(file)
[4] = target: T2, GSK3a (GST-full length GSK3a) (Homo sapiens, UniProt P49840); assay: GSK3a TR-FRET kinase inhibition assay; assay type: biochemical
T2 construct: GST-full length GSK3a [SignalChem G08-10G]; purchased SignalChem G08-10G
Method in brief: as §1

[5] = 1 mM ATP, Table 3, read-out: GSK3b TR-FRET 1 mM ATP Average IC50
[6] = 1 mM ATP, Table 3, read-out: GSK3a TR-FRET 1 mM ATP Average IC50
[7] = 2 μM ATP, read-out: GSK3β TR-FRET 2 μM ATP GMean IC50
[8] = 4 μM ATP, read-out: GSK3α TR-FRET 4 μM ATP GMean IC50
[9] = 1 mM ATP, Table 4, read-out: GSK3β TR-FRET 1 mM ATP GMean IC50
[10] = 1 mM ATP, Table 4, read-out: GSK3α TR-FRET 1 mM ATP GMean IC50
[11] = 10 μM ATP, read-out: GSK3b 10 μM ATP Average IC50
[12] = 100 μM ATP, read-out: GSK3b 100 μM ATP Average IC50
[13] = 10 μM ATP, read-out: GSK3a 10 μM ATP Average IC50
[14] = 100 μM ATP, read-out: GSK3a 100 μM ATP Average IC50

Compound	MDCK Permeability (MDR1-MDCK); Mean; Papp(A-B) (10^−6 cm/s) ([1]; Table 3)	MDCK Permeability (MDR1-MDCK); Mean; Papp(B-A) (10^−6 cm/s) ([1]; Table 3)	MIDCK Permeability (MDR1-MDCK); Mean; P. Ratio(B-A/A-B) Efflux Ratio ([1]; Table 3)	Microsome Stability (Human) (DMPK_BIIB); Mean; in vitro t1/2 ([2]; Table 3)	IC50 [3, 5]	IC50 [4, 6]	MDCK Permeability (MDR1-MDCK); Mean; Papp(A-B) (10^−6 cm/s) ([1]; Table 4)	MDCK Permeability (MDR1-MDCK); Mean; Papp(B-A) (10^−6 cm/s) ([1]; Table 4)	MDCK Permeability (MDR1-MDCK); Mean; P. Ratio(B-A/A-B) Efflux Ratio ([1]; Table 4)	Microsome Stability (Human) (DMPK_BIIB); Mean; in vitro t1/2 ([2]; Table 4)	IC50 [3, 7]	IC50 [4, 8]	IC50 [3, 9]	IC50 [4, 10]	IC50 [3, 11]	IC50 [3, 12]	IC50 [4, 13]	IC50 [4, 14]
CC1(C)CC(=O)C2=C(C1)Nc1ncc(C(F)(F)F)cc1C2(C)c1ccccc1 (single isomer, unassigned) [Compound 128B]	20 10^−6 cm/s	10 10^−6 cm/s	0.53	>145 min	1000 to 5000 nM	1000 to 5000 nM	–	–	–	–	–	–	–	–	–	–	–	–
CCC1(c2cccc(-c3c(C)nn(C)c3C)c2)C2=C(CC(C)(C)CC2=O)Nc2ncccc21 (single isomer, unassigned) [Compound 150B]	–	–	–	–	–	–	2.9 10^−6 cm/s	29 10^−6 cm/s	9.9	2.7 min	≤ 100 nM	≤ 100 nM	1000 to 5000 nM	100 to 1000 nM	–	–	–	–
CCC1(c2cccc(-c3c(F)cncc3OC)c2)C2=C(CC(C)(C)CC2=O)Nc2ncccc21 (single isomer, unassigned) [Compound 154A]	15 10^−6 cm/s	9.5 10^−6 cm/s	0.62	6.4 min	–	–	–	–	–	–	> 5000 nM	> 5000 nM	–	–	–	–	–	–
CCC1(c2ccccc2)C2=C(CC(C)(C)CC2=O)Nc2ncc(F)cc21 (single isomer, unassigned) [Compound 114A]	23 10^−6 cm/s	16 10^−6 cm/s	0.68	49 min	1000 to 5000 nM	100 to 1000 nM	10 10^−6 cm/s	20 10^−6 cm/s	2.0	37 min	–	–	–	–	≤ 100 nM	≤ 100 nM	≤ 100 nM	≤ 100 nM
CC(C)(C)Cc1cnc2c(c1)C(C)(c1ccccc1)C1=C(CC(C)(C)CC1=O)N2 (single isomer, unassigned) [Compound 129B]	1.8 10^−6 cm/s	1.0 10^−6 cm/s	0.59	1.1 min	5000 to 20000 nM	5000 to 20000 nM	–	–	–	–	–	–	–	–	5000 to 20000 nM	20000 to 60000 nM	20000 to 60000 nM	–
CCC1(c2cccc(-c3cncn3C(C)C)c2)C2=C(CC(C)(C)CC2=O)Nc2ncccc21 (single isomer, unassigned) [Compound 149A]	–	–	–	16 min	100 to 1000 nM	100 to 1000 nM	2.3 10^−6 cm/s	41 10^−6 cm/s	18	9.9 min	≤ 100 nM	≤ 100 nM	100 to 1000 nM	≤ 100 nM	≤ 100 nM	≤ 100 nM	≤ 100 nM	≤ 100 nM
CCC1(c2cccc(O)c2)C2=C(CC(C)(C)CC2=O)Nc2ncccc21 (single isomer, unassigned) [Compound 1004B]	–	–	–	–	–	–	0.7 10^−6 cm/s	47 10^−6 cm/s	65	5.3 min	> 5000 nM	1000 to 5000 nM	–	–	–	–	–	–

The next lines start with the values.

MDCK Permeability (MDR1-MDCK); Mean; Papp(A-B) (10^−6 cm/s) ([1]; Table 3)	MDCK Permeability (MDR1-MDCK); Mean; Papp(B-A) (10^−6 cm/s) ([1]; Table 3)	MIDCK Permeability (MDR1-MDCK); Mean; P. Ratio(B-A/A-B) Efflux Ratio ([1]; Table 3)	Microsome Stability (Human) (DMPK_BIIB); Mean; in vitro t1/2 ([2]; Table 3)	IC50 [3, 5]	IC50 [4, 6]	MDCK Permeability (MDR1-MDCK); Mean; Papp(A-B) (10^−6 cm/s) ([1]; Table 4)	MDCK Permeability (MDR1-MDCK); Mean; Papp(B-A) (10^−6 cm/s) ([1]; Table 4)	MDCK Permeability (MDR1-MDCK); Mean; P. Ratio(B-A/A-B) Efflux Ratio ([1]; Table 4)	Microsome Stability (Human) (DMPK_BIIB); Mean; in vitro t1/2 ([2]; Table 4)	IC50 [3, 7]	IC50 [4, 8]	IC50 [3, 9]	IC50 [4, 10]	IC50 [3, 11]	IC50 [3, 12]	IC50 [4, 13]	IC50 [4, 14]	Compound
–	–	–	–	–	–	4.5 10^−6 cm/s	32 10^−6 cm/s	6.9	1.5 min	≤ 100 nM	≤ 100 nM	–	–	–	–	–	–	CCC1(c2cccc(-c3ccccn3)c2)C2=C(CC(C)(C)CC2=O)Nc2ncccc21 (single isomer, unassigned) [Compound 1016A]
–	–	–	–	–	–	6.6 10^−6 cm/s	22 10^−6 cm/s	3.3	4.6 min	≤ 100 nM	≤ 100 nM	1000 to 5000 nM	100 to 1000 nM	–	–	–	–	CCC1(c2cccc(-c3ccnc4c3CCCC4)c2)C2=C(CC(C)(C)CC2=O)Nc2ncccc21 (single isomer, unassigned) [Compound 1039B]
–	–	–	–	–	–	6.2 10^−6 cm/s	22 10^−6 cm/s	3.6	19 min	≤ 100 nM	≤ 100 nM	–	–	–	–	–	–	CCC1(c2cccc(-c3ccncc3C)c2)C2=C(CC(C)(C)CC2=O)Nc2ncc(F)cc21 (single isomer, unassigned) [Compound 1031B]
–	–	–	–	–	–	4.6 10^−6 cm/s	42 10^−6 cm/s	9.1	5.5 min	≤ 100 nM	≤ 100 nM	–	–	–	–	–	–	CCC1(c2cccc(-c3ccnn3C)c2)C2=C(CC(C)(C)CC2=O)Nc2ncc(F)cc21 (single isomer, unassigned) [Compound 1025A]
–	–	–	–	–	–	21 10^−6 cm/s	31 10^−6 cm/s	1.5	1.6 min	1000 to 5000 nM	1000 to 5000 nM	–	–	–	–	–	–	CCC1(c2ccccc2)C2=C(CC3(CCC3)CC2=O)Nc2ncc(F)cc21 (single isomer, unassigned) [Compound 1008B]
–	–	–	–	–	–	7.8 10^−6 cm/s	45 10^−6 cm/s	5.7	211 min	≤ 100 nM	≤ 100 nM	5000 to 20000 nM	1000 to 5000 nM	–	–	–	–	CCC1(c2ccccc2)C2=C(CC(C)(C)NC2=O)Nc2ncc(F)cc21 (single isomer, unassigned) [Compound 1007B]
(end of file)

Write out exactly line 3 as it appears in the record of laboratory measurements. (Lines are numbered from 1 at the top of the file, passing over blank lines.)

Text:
Method in brief: as §1